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Senior Care Pharmacist Consulting in St. Louis

HbL Blog

Brain Healthy Behaviors

In March 2023, I attended the American Society on Aging conference in Atlanta. Sanjay Gupta, MD was one of the keynote speakers, talking about his book, Keep Sharp. In addition, AARP was one of the sponsors at the meeting, and I came home with a neat postcard that summarized “6 Pillars of Brain Health.” These 6 pillars, along with videos about each one, are available on the AARP website. Here is a quick overview. These 6 Pillars are something we should all pay attention to, to keep our brains healthy as we age.

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A Day I’ll Always Remember:  St. Louis Pharmacist Publishes a Go-To Guide for Healthy Aging

As seen on Fox 2 NowI describe myself as kind of intense. I am very goal oriented. I want to get things done and get them done well. “Maybe It’s Your Medications” is now a published book. It has been my focus for quite some time. Finally, the hard work has paid off; it is published and available for purchase. My friends and colleagues know that this moment is the culmination of many years of focusing on a goal and working steadily to achieve it.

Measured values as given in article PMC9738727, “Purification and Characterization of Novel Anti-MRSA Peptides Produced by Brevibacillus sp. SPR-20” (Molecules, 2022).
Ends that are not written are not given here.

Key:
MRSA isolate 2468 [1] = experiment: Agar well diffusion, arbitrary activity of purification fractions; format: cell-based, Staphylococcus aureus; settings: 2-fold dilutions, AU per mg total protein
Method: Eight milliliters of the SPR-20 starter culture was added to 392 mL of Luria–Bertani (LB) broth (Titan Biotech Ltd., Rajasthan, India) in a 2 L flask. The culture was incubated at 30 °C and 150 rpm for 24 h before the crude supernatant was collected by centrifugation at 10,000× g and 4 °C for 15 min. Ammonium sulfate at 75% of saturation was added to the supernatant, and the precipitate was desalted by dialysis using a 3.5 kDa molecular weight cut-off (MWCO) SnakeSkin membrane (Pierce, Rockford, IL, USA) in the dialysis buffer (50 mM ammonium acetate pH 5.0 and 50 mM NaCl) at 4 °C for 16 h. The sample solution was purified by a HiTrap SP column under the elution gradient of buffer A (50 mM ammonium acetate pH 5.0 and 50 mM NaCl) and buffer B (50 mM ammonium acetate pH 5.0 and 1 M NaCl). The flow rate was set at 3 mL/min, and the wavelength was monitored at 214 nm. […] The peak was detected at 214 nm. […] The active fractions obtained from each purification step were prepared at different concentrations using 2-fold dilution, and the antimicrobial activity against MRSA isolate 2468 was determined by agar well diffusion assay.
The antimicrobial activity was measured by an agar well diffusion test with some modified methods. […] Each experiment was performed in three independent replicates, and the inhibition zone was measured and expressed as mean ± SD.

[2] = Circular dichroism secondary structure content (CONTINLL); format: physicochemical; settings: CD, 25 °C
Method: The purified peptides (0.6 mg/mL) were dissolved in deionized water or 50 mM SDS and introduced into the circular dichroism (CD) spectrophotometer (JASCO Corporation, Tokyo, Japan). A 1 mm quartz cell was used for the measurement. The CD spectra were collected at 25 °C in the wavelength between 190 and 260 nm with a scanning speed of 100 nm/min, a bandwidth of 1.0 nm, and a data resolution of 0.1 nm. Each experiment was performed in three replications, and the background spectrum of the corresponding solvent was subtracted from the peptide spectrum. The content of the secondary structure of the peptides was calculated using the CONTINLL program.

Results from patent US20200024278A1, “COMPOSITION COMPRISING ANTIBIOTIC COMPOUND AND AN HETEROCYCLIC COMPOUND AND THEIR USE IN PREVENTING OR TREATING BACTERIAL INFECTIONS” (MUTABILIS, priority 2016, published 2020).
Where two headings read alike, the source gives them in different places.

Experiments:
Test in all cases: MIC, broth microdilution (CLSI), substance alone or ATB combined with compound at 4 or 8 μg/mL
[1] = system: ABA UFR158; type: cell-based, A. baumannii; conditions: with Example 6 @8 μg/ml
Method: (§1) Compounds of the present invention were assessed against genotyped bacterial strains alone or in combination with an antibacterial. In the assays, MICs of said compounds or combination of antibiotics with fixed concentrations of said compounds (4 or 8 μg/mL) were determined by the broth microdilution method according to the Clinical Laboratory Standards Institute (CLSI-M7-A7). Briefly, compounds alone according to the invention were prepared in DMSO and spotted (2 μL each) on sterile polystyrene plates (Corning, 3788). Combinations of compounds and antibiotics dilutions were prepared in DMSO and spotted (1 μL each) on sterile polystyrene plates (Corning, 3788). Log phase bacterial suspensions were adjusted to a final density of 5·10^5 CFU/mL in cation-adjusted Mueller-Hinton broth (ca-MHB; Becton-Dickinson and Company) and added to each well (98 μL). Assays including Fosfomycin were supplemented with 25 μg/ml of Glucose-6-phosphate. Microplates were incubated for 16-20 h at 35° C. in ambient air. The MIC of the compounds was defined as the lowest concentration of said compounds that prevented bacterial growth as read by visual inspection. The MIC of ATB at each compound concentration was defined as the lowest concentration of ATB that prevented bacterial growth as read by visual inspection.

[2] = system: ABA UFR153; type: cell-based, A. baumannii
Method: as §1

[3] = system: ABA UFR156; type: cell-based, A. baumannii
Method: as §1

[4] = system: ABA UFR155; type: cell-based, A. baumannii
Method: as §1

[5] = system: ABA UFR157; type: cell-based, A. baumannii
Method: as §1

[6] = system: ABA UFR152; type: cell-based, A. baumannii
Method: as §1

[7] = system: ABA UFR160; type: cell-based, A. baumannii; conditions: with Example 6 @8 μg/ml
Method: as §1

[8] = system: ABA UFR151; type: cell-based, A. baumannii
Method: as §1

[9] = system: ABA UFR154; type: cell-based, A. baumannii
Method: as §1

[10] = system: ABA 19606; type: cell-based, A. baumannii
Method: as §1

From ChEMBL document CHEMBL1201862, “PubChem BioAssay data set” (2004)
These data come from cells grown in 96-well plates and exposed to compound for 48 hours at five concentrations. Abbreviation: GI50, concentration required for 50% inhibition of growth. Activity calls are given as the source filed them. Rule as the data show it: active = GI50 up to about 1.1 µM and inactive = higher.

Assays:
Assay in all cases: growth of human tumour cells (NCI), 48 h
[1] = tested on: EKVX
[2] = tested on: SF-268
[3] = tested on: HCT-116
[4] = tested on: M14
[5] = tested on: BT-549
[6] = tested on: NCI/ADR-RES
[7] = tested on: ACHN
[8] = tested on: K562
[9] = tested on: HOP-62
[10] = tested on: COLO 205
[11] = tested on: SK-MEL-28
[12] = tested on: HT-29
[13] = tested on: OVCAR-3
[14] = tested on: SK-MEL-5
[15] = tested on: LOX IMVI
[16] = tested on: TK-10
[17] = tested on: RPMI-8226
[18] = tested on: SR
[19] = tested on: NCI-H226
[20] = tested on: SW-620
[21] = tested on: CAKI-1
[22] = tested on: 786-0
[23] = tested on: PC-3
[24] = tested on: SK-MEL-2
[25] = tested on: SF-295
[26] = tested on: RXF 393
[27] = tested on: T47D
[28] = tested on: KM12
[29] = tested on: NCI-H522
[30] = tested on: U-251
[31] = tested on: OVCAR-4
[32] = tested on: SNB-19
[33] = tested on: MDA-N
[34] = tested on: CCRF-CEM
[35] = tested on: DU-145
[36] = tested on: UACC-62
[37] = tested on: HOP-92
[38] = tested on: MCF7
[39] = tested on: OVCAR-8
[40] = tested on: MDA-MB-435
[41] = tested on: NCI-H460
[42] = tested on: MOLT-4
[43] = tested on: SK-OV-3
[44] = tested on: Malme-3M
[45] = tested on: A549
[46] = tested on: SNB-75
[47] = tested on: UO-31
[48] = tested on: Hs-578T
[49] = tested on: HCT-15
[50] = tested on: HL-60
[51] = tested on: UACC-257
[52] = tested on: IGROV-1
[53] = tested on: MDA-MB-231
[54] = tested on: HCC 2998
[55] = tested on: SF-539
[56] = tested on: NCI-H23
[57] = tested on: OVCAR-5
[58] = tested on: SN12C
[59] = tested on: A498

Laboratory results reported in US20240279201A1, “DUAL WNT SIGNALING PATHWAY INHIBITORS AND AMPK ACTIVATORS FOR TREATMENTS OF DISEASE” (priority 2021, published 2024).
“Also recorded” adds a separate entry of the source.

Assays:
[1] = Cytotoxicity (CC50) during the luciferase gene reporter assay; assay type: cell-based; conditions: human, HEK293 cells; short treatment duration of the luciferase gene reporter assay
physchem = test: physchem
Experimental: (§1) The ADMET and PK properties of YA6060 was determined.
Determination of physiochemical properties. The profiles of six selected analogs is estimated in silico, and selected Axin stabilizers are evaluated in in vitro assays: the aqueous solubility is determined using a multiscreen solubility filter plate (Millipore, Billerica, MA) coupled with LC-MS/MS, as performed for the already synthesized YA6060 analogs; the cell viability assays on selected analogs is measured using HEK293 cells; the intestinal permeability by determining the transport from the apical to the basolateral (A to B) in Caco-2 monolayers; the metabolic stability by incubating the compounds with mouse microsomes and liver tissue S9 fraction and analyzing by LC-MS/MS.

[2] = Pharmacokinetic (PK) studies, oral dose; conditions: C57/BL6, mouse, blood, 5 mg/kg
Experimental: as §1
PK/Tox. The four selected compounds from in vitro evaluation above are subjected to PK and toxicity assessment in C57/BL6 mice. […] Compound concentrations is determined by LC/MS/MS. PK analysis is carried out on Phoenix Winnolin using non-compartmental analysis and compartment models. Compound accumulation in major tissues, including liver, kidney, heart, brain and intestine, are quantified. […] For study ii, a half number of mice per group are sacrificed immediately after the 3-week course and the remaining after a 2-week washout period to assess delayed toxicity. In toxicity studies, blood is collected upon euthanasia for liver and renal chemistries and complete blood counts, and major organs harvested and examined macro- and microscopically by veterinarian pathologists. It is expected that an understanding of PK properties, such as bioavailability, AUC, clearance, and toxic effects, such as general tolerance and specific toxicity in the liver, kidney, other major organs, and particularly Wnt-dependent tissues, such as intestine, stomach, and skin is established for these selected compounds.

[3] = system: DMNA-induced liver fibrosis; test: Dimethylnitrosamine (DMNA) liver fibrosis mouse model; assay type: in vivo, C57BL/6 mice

My experience in working with older adults in their homes to review and evaluate drug therapy—touching hundreds if not thousands of patients and family members over the years—has informed me of the many types of errors and issues that can occur. This includes issues surrounding the use of both prescription and nonprescription medications.

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Advocating for Safe Medication Use